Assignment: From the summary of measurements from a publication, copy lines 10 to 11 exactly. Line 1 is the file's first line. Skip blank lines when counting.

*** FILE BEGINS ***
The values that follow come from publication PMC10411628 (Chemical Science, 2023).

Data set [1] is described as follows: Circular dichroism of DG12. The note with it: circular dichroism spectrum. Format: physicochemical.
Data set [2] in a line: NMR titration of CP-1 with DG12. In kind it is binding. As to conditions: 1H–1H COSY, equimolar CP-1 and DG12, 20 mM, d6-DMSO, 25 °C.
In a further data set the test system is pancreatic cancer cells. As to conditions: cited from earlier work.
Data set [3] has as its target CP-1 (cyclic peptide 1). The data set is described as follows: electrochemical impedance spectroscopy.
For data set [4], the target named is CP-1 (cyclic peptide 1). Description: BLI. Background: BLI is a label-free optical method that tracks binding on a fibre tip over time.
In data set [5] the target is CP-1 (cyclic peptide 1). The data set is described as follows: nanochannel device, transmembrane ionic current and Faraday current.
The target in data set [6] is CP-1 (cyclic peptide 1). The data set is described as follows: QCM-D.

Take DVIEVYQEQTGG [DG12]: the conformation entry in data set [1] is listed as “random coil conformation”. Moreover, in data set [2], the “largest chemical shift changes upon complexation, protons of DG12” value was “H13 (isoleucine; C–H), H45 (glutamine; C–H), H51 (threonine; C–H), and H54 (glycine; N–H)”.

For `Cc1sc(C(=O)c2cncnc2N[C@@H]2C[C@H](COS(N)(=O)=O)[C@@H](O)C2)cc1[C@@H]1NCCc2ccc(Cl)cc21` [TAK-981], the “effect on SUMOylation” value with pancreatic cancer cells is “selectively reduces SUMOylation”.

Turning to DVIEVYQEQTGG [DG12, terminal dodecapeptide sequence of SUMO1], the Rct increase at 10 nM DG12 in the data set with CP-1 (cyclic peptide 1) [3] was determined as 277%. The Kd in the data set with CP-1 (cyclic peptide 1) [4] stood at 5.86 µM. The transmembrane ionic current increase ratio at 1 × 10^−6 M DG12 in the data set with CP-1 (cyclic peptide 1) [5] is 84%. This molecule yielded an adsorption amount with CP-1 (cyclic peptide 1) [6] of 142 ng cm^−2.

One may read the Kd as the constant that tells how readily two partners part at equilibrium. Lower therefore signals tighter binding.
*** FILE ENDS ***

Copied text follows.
For `Cc1sc(C(=O)c2cncnc2N[C@@H]2C[C@H](COS(N)(=O)=O)[C@@H](O)C2)cc1[C@@H]1NCCc2ccc(Cl)cc21` [TAK-981], the “effect on SUMOylation” value with pancreatic cancer cells is “selectively reduces SUMOylation”.

Turning to DVIEVYQEQTGG [DG12, terminal dodecapeptide sequence of SUMO1], the Rct increase at 10 nM DG12 in the data set with CP-1 (cyclic peptide 1) [3] was determined as 277%. The Kd in the data set with CP-1 (cyclic peptide 1) [4] stood at 5.86 µM. The transmembrane ionic current increase ratio at 1 × 10^−6 M DG12 in the data set with CP-1 (cyclic peptide 1) [5] is 84%. This molecule yielded an adsorption amount with CP-1 (cyclic peptide 1) [6] of 142 ng cm^−2.